In the 11th hour before Grexit, Euro area leaders reached agreement on a third rescue package for Greece last night. The deal would be finalized only after the Greek parliament legislates tough reforms in the next two days, including tax increases, pension reform, judicial reform, cuts in defense spending, independence of the revenue collection agency and the statistical service, and the EU bank recovery and resolution directive. Additionally, the Greek government needs to make specific commitments on market-opening measures in goods and services markets, public sector and labor market reforms, privatization and non-performing loans. The package includes contingent fiscal measures to compensate for any spending overruns or revenue shortfalls, and a commitment to transfer state-owned assets worth several billion to a Luxembourg-based entity controlled by creditors. Further scrutiny over the next few days probably will focus on the adequacy of the fiscal adjustment and the structural reforms needed to make the Greek economy competitive within the Euro area. Difficult discussions around debt relief also loom, though they will not be initiated until Greece delivers on reform. The fiscal drag implied by the program is so large that the creditors would need to put on the table the €35bn investment package over 5 years (partly funded by the European Investment Bank) that President Junker had already promised in order to provide offsetting fiscal stimulus.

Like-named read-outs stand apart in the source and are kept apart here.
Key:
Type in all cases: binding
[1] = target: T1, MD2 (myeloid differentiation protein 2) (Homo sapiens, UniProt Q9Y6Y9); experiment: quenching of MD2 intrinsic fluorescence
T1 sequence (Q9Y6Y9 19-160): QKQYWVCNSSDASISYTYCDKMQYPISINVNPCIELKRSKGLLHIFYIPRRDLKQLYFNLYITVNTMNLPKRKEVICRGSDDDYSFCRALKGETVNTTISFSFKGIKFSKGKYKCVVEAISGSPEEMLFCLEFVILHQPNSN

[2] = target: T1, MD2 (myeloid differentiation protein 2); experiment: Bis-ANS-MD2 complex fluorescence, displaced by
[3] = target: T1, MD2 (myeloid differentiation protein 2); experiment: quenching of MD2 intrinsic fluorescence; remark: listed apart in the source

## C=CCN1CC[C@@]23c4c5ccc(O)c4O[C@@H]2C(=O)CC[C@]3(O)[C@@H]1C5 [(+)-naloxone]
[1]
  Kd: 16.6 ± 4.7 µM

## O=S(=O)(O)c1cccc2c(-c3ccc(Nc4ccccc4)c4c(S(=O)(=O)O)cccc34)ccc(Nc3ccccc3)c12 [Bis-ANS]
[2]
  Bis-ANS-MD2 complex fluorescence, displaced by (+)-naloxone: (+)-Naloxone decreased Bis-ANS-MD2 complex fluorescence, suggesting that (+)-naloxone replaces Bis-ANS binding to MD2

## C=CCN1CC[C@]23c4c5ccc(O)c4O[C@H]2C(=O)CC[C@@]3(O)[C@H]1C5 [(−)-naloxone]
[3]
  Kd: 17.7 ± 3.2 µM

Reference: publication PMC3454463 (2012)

How did we arrive at such a tough and bold reform program only days after Greek voters delivered a resounding “No” to a far more modest proposal on July 5? After a five-month standoff, Mr. Tsipras abruptly announced a referendum on Friday 26 June, four days before the EU/IMF-funded program was due to expire. European leaders were stunned by the announcement in the midst of ongoing negotiations in Brussels, but accepted it as a democratic right of the Greek people. Finance Minister Tsakalotos admitted with disarming honesty on CNN that the referendum was called because the deal under negotiation was unlikely to be accepted by SYRIZA’s parliamentary majority. Mr. Tsipras chose to divide the Greek people through a referendum instead of risking his parliamentary majority. The immediate consequence was the closure of banks and the imposition of capital controls as of Monday 29 June to forestall massive deposit withdrawals ahead of the referendum. Greek banks remain closed since then, with people queuing to withdraw 60 euros a day from ATMs.
Mr. Tsipras had not anticipated the closure of the banks. He erroneously believed that the ECB would continue to provide liquidity ahead of the referendum despite the near-certainty of massive deposit withdrawals. When the program lapsed on June 30, he was forced to accept the terms he called “absurd” only days ago. But the following day he blasted the creditors for blackmailing the Greek people and urged voters to reject the creditors’ terms in the referendum. No wonder European leaders do not trust him to implement any agreement – an issue that came back to haunt him in yesterday’s tense negotiations.